Forgive me if I come across misty-eyed but, in a part of the world where the size of your IPL deal is now up there in terms of importance with the size of your Test average, it was heartening to hear a newcomer to the international game speak with such ingenuousness about a colleague – and, to extrapolate, about his own hopes and dreams.

Best seat in the house: Nick Compton has watched opening partner Cook pile on the runs

Best seat in the house: Nick Compton has watched opening partner Cook pile on the runs

Did I say ‘ugly’

There were touching scenes ahead of the Kolkata Test, when MS Dhoni was seen embracing his bte noire Prabir Mukherjee, the Eden Gardens curator who has stubbornly refused to do what he’s told by the BCCI.

According to Indian newspaper reports, Mukherjee said Dhoni told him: ‘Have I ever disrespected you You are the boss here.’ This was all very well, except that a year earlier Dhoni had branded Eden Gardens an ‘ugly wicket’ after a one-day international against England.

Beggars can’t be choosers

New Zealand have had a miserable Test year since blowing away Zimbabwe at Napier in January. They lost at home to South Africa, when rain limited the damage to 1-0. They lost 2-0 in the West Indies, then 2-0 in India. Sri Lanka then beat them by 10 wickets at Galle. It may be that Ross Taylor, the captain they have just sacked, does indeed lack the leadership qualities of Brendon McCullum, as some close to the story have claimed.

But wasn’t it a strange piece of timing to kick Taylor out after he made 142 and 74 to help New Zealand square the series in Colombo If any team needs to cling on to their world-class performers, it is New Zealand. But Taylor will now miss the tour of South Africa while he wonders whether it’s all worth the hassle.

Thanks for nothing! New Zealand ditched Ross Taylor as captain despite a drawn series in Sri Lanka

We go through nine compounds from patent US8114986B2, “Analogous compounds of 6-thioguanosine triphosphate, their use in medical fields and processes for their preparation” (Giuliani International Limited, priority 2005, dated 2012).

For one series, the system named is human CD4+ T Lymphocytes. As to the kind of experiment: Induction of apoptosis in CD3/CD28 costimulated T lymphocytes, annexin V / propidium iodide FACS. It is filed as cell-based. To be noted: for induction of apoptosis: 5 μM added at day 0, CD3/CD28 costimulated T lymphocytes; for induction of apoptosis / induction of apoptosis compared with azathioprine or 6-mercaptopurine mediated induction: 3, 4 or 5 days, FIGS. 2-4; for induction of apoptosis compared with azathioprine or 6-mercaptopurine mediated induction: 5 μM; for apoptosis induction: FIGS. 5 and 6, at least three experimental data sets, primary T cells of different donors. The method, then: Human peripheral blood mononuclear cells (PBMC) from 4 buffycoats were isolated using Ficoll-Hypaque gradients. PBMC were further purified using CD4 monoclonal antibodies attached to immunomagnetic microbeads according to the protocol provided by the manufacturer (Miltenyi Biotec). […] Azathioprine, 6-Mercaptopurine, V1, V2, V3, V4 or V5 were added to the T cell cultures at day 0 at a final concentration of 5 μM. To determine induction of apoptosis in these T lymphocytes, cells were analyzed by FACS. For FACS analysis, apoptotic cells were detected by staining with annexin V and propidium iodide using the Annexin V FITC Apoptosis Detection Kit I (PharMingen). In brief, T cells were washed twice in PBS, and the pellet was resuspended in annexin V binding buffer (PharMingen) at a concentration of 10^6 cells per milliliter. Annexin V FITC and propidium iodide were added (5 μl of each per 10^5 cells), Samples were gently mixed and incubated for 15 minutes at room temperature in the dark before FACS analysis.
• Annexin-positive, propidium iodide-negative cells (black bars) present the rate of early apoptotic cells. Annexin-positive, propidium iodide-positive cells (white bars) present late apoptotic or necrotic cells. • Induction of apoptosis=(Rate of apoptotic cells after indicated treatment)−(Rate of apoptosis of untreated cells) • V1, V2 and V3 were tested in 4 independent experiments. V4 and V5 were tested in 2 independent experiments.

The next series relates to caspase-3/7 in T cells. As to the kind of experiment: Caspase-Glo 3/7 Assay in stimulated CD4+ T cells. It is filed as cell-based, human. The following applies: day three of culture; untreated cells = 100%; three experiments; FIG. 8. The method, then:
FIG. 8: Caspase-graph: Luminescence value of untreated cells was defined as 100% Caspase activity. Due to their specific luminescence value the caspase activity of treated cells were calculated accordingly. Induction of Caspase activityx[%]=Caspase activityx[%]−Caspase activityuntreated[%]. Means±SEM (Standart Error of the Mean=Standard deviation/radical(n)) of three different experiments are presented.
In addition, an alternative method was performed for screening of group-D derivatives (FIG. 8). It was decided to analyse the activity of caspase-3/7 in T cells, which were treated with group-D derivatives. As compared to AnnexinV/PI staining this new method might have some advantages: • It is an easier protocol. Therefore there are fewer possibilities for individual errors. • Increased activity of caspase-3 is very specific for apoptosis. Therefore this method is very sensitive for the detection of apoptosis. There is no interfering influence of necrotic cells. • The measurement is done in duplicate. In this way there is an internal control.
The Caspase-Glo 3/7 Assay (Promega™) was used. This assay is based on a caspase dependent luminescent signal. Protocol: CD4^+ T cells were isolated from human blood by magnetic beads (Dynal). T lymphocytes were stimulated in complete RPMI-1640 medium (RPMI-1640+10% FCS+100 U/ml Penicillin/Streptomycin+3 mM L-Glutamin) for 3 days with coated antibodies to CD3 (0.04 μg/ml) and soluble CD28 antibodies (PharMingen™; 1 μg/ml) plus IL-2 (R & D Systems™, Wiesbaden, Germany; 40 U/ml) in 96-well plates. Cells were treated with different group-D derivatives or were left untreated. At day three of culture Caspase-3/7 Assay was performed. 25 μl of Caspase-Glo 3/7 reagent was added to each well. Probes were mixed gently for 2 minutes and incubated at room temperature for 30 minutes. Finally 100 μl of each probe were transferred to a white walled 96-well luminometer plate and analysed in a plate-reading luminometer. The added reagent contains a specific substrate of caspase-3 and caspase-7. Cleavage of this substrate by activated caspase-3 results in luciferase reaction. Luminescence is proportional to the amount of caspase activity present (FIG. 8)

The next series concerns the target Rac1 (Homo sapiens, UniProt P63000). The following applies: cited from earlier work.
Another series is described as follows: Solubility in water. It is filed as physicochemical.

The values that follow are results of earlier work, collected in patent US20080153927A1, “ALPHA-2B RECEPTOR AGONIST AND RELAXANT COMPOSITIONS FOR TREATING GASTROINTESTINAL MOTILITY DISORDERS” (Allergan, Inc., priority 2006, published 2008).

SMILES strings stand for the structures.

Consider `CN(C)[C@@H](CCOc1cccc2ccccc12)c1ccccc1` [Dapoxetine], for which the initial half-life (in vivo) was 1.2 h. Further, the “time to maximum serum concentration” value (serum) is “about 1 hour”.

Thanks for nothing! New Zealand ditched Ross Taylor as captain despite a drawn series in Sri Lanka

And finally…

A quick plea: next time Shane Warne gives a straight answer to a straight question about a hypothetical return to Test cricket, can we all ignore it Thank you.

Alistair Cook"s bizarre dismissal the latest in a long line of unusual wickets

Captain Cook will be kicking himself for his freak dismissal in Kolkata… but he's not the first batsman to be left scratching his head

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UPDATED:

11:21 GMT, 7 December 2012

England captain Alastair Cook lost his wicket in bizarre circumstances on day three of the third Test in Kolkata.

He failed to ground his bat on returning to his crease and jumped out of the way of Virat Kohli's shy at the stumps.

Cook hung low on his bat for a second as the realisation of what he had done sank in.

And he joins the list of batsmen – including a couple of fellow England captains – to lose their wickets in bizarre circumstances after looking well set at the crease.

Bizarre dismissal: Alistair Cook, ten shy of a double hundred, forgot to ground his bat when leaping out of the way of Virat Kohli's throw at the stumps

Bizarre dismissal: Alistair Cook, ten shy of a double hundred, forgot to ground his bat when leaping out of the way of Virat Kohli's throw at the stumps

Graham Gooch v Australia – Old Trafford (1993)

The England opener was on 133 in the opening Ashes Test in Manchester and slowly but surely was guiding England towards an improbable draw when he was undone by a steep riser from Merv Hughes.

As the ball bounced down towards the stumps, Gooch brushed the ball away with his glove and umpire Dickie Bird had no option but to raise his finger.

His dismissal made him only the fifth batsman in history to be given out for handling the ball and ended any remaining hope of England saving the Test.

Decent fist of it: Graham Gooch punches the ball away as a Merv Hughes bouncer heads for the stumps in the second innings of England's Ashes first test defeat in 1993

Decent fist of it: Graham Gooch punches the ball away as a Merv Hughes bouncer heads for the stumps in the second innings of England's Ashes first test defeat in 1993

Michael Vaughan v India (2001-02)